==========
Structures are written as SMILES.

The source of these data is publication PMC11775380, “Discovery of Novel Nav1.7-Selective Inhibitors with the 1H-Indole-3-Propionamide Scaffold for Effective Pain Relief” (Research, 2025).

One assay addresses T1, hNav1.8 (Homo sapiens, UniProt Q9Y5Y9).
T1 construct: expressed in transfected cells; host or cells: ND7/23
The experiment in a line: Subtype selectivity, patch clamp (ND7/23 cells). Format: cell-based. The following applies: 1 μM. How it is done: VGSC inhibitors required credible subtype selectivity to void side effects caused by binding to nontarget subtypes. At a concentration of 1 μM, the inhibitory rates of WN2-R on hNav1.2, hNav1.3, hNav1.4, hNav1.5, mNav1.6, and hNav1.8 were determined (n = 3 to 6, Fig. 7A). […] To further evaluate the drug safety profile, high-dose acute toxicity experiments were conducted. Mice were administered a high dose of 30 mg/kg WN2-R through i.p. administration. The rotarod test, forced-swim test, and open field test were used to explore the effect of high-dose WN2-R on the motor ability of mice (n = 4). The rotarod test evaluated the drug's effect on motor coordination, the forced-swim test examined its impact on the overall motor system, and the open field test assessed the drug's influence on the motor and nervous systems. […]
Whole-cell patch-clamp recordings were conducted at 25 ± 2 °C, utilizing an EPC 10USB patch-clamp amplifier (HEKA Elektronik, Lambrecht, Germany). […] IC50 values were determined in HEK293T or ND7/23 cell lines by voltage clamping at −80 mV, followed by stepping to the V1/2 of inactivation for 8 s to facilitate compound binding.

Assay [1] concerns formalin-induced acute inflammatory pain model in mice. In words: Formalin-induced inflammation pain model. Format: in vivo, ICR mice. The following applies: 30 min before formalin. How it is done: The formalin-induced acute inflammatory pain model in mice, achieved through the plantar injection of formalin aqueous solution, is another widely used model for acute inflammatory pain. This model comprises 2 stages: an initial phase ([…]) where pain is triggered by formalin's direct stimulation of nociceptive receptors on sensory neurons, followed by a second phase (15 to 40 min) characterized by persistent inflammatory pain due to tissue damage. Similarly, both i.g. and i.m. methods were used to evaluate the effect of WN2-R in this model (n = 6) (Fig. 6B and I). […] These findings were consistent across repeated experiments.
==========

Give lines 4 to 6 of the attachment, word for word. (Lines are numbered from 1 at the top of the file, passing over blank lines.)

T1 construct: expressed in transfected cells; host or cells: ND7/23
The experiment in a line: Subtype selectivity, patch clamp (ND7/23 cells). Format: cell-based. The following applies: 1 μM. How it is done: VGSC inhibitors required credible subtype selectivity to void side effects caused by binding to nontarget subtypes. At a concentration of 1 μM, the inhibitory rates of WN2-R on hNav1.2, hNav1.3, hNav1.4, hNav1.5, mNav1.6, and hNav1.8 were determined (n = 3 to 6, Fig. 7A). […] To further evaluate the drug safety profile, high-dose acute toxicity experiments were conducted. Mice were administered a high dose of 30 mg/kg WN2-R through i.p. administration. The rotarod test, forced-swim test, and open field test were used to explore the effect of high-dose WN2-R on the motor ability of mice (n = 4). The rotarod test evaluated the drug's effect on motor coordination, the forced-swim test examined its impact on the overall motor system, and the open field test assessed the drug's influence on the motor and nervous systems. […]
Whole-cell patch-clamp recordings were conducted at 25 ± 2 °C, utilizing an EPC 10USB patch-clamp amplifier (HEKA Elektronik, Lambrecht, Germany). […] IC50 values were determined in HEK293T or ND7/23 cell lines by voltage clamping at −80 mV, followed by stepping to the V1/2 of inactivation for 8 s to facilitate compound binding.